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Retention: What Can I Do?

by Robin Throckmorton, M.A., SPHR

Has the market turned on us?
Are we actually in a recession? 
Then why is retention still such a huge issue for all of us?

This is one of the most amazing economic states that we have experienced in quite some time. Although there has recently been a huge number of layoffs, there is still a labor shortage. This means that companies are still battling the retention issue. But, we are all quickly learning that having an effective retention program is the right thing to do in any economy because it provides us with a competitive advantage.

Research shows that it costs between 50 – 150% of an employee’s annual salary to replace them. Skeptical? The cost to replace an employee includes costs for both recruiting and training the new employee plus the loss of productivity while the position is empty and even during the “learning curve”. The exact cost depends on the level of the position and the current market demand for that position.

But why do employees leave? The number one reason reported by employees for leaving a company is because of poor relationships/communications with their supervisor. A supervisor represents your organization to the employee and has control over what the employee does or doesn’t do. If a supervisor isn’t recognizing and rewarding an employee’s efforts, providing continuous learning opportunities for an employee, or just making the employee fit in and feel valued, the employee will look elsewhere. Some of the other top reasons cited for employees deciding to leave include: lack of professional growth opportunities, failure to be recognized or rewarded for efforts, feeling as though their work is not meaningful, or just feeling like they don’t fit into the organization.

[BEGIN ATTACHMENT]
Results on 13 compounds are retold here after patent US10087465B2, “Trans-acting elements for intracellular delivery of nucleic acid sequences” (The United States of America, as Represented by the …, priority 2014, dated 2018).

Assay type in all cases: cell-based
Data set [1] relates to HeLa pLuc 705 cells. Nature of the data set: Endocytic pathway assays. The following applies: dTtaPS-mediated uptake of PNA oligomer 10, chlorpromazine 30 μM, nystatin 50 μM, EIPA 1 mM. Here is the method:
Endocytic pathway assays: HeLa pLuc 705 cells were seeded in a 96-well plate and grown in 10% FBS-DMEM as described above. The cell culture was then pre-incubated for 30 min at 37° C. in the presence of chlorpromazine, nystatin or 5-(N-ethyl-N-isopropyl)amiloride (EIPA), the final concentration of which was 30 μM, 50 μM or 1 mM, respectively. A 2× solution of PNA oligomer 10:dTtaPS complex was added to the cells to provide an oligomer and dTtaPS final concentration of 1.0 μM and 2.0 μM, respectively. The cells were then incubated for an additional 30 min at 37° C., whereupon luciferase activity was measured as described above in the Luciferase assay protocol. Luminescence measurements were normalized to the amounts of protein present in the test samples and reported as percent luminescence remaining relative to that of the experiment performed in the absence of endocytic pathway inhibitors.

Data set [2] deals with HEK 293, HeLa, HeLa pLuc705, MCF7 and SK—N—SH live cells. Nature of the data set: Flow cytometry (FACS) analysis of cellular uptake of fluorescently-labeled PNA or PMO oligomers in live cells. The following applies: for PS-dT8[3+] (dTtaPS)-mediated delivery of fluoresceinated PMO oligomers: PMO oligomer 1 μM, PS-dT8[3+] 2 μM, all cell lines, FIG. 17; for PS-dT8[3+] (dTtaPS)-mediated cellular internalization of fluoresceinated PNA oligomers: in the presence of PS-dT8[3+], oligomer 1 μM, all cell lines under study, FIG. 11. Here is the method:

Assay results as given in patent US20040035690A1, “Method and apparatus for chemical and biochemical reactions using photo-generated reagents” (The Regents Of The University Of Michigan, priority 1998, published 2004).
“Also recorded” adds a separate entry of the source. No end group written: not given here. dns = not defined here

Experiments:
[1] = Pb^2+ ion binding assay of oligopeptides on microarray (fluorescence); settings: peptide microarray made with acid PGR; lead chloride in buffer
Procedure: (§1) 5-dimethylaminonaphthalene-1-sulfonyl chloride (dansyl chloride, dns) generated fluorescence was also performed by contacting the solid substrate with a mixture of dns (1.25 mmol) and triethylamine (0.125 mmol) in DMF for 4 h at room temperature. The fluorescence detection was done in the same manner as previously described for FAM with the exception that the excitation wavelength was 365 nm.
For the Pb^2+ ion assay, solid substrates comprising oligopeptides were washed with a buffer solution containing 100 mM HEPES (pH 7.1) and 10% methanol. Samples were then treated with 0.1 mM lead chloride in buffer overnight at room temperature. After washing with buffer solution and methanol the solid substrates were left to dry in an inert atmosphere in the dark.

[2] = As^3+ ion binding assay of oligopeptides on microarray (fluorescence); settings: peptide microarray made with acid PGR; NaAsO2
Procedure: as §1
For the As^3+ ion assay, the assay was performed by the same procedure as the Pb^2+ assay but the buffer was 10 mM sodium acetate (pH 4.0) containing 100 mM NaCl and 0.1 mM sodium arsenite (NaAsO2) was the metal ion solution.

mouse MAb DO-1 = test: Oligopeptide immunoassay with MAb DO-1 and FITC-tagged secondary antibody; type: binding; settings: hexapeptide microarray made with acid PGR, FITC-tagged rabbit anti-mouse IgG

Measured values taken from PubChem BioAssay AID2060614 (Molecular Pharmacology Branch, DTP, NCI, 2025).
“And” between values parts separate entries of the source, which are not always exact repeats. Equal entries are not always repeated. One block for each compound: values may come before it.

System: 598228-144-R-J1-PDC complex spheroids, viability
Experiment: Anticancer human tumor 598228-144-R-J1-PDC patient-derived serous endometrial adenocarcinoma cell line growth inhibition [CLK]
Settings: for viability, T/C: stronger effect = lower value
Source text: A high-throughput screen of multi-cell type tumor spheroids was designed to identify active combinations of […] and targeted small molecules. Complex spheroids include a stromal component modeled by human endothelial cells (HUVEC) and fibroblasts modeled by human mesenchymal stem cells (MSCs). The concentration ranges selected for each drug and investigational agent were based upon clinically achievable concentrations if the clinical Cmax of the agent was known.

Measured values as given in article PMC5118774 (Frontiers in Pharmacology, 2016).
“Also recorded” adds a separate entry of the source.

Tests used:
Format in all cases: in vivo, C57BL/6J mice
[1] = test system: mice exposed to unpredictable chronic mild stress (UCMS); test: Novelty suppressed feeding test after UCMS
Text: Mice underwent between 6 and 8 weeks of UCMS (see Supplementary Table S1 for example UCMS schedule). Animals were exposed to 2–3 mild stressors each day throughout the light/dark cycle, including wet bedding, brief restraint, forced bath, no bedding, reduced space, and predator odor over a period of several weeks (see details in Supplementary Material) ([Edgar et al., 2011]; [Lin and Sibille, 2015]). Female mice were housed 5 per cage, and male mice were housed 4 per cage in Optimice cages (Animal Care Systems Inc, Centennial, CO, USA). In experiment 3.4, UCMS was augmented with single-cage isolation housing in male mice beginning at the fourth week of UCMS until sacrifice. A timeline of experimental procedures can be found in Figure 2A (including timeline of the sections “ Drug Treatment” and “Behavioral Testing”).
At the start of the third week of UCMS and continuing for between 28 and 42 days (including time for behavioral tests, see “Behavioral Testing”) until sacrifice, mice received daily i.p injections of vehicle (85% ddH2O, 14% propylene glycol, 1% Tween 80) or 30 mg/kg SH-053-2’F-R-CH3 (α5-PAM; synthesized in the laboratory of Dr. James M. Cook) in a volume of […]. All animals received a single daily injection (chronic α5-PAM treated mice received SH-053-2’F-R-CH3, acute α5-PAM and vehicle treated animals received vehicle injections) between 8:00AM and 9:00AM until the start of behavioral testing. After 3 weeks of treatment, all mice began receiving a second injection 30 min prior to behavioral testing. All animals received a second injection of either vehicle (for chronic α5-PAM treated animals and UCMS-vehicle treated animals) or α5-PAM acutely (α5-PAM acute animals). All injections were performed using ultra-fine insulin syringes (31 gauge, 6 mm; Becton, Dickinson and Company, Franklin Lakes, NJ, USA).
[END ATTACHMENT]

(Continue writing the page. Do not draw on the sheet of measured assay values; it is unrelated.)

The key, then, to successfully retaining your employees begins with you, human resources, and management. One individual CAN make the world of difference in retaining employees by:

  1. Recognizing and valuing the differences in employees including personality differences.
    For example, your personality may be very different from another individual but that doesn’t make your way of communicating or assigning work the “right” way. People communicate and receive information very differently which can create conflict, stress, or frustration if it isn’t acknowledged.